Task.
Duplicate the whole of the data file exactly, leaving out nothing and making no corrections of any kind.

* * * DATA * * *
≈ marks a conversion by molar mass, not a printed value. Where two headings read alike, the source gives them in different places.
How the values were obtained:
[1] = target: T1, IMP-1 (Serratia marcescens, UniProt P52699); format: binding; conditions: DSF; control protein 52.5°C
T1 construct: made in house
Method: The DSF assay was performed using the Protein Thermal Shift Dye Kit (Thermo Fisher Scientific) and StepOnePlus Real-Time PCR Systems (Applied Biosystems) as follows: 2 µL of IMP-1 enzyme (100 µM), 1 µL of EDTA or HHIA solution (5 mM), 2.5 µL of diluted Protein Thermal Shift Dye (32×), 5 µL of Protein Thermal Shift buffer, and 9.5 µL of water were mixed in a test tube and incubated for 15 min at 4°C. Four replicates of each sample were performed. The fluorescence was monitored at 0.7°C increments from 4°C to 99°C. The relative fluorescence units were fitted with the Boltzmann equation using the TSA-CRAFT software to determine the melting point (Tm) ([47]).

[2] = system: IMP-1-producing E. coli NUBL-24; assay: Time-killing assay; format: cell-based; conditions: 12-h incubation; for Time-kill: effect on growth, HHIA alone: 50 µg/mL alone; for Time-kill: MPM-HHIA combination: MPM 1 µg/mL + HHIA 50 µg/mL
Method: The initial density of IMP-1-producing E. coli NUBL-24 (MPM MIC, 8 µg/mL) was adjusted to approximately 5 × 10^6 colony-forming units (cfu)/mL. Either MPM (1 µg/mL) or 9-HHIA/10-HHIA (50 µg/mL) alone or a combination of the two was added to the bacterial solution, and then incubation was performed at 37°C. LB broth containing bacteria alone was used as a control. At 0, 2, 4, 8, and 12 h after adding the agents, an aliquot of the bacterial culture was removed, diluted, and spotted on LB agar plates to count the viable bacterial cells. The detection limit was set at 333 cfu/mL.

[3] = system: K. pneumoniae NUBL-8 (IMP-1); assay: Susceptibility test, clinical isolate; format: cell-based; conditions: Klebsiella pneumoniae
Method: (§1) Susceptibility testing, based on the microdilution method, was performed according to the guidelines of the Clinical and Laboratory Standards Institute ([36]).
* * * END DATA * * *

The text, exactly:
≈ marks a conversion by molar mass, not a printed value. Where two headings read alike, the source gives them in different places.
How the values were obtained:
[1] = target: T1, IMP-1 (Serratia marcescens, UniProt P52699); format: binding; conditions: DSF; control protein 52.5°C
T1 construct: made in house
Method: The DSF assay was performed using the Protein Thermal Shift Dye Kit (Thermo Fisher Scientific) and StepOnePlus Real-Time PCR Systems (Applied Biosystems) as follows: 2 µL of IMP-1 enzyme (100 µM), 1 µL of EDTA or HHIA solution (5 mM), 2.5 µL of diluted Protein Thermal Shift Dye (32×), 5 µL of Protein Thermal Shift buffer, and 9.5 µL of water were mixed in a test tube and incubated for 15 min at 4°C. Four replicates of each sample were performed. The fluorescence was monitored at 0.7°C increments from 4°C to 99°C. The relative fluorescence units were fitted with the Boltzmann equation using the TSA-CRAFT software to determine the melting point (Tm) ([47]).

[2] = system: IMP-1-producing E. coli NUBL-24; assay: Time-killing assay; format: cell-based; conditions: 12-h incubation; for Time-kill: effect on growth, HHIA alone: 50 µg/mL alone; for Time-kill: MPM-HHIA combination: MPM 1 µg/mL + HHIA 50 µg/mL
Method: The initial density of IMP-1-producing E. coli NUBL-24 (MPM MIC, 8 µg/mL) was adjusted to approximately 5 × 10^6 colony-forming units (cfu)/mL. Either MPM (1 µg/mL) or 9-HHIA/10-HHIA (50 µg/mL) alone or a combination of the two was added to the bacterial solution, and then incubation was performed at 37°C. LB broth containing bacteria alone was used as a control. At 0, 2, 4, 8, and 12 h after adding the agents, an aliquot of the bacterial culture was removed, diluted, and spotted on LB agar plates to count the viable bacterial cells. The detection limit was set at 333 cfu/mL.

[3] = system: K. pneumoniae NUBL-8 (IMP-1); assay: Susceptibility test, clinical isolate; format: cell-based; conditions: Klebsiella pneumoniae
Method: (§1) Susceptibility testing, based on the microdilution method, was performed according to the guidelines of the Clinical and Laboratory Standards Institute ([36]).